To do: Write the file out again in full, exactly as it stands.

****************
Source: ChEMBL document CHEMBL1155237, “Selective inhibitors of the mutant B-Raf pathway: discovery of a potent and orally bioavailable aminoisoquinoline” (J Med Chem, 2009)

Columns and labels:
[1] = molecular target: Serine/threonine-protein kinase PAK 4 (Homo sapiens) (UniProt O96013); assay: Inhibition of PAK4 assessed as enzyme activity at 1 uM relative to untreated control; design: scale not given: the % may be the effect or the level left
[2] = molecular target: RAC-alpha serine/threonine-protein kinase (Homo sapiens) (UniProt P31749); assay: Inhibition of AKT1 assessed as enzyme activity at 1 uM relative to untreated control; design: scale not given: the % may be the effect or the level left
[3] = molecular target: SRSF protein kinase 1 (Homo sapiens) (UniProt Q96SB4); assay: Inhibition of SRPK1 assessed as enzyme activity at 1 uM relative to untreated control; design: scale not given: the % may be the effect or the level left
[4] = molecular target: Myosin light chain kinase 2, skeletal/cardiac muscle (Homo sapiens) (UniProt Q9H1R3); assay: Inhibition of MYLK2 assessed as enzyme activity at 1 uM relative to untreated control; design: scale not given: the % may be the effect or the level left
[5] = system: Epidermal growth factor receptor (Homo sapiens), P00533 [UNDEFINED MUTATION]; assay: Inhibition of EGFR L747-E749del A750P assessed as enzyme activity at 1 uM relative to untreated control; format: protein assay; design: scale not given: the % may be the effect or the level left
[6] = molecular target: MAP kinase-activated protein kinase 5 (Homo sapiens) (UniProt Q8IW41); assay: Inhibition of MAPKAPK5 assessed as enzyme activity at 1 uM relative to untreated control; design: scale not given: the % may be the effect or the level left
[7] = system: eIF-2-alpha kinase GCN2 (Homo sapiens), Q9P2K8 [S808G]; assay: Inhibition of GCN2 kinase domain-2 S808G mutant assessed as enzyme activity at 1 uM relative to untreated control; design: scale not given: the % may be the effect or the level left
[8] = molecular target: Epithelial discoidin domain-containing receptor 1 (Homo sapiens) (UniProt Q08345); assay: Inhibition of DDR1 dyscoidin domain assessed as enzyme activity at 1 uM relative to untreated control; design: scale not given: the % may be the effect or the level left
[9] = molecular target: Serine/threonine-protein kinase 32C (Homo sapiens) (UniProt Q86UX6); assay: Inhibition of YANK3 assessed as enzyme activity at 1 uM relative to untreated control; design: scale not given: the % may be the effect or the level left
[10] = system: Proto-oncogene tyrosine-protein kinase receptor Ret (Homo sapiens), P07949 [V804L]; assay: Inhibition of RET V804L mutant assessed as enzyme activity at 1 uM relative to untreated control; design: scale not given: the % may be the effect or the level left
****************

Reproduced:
Source: ChEMBL document CHEMBL1155237, “Selective inhibitors of the mutant B-Raf pathway: discovery of a potent and orally bioavailable aminoisoquinoline” (J Med Chem, 2009)

Columns and labels:
[1] = molecular target: Serine/threonine-protein kinase PAK 4 (Homo sapiens) (UniProt O96013); assay: Inhibition of PAK4 assessed as enzyme activity at 1 uM relative to untreated control; design: scale not given: the % may be the effect or the level left
[2] = molecular target: RAC-alpha serine/threonine-protein kinase (Homo sapiens) (UniProt P31749); assay: Inhibition of AKT1 assessed as enzyme activity at 1 uM relative to untreated control; design: scale not given: the % may be the effect or the level left
[3] = molecular target: SRSF protein kinase 1 (Homo sapiens) (UniProt Q96SB4); assay: Inhibition of SRPK1 assessed as enzyme activity at 1 uM relative to untreated control; design: scale not given: the % may be the effect or the level left
[4] = molecular target: Myosin light chain kinase 2, skeletal/cardiac muscle (Homo sapiens) (UniProt Q9H1R3); assay: Inhibition of MYLK2 assessed as enzyme activity at 1 uM relative to untreated control; design: scale not given: the % may be the effect or the level left
[5] = system: Epidermal growth factor receptor (Homo sapiens), P00533 [UNDEFINED MUTATION]; assay: Inhibition of EGFR L747-E749del A750P assessed as enzyme activity at 1 uM relative to untreated control; format: protein assay; design: scale not given: the % may be the effect or the level left
[6] = molecular target: MAP kinase-activated protein kinase 5 (Homo sapiens) (UniProt Q8IW41); assay: Inhibition of MAPKAPK5 assessed as enzyme activity at 1 uM relative to untreated control; design: scale not given: the % may be the effect or the level left
[7] = system: eIF-2-alpha kinase GCN2 (Homo sapiens), Q9P2K8 [S808G]; assay: Inhibition of GCN2 kinase domain-2 S808G mutant assessed as enzyme activity at 1 uM relative to untreated control; design: scale not given: the % may be the effect or the level left
[8] = molecular target: Epithelial discoidin domain-containing receptor 1 (Homo sapiens) (UniProt Q08345); assay: Inhibition of DDR1 dyscoidin domain assessed as enzyme activity at 1 uM relative to untreated control; design: scale not given: the % may be the effect or the level left
[9] = molecular target: Serine/threonine-protein kinase 32C (Homo sapiens) (UniProt Q86UX6); assay: Inhibition of YANK3 assessed as enzyme activity at 1 uM relative to untreated control; design: scale not given: the % may be the effect or the level left
[10] = system: Proto-oncogene tyrosine-protein kinase receptor Ret (Homo sapiens), P07949 [V804L]; assay: Inhibition of RET V804L mutant assessed as enzyme activity at 1 uM relative to untreated control; design: scale not given: the % may be the effect or the level left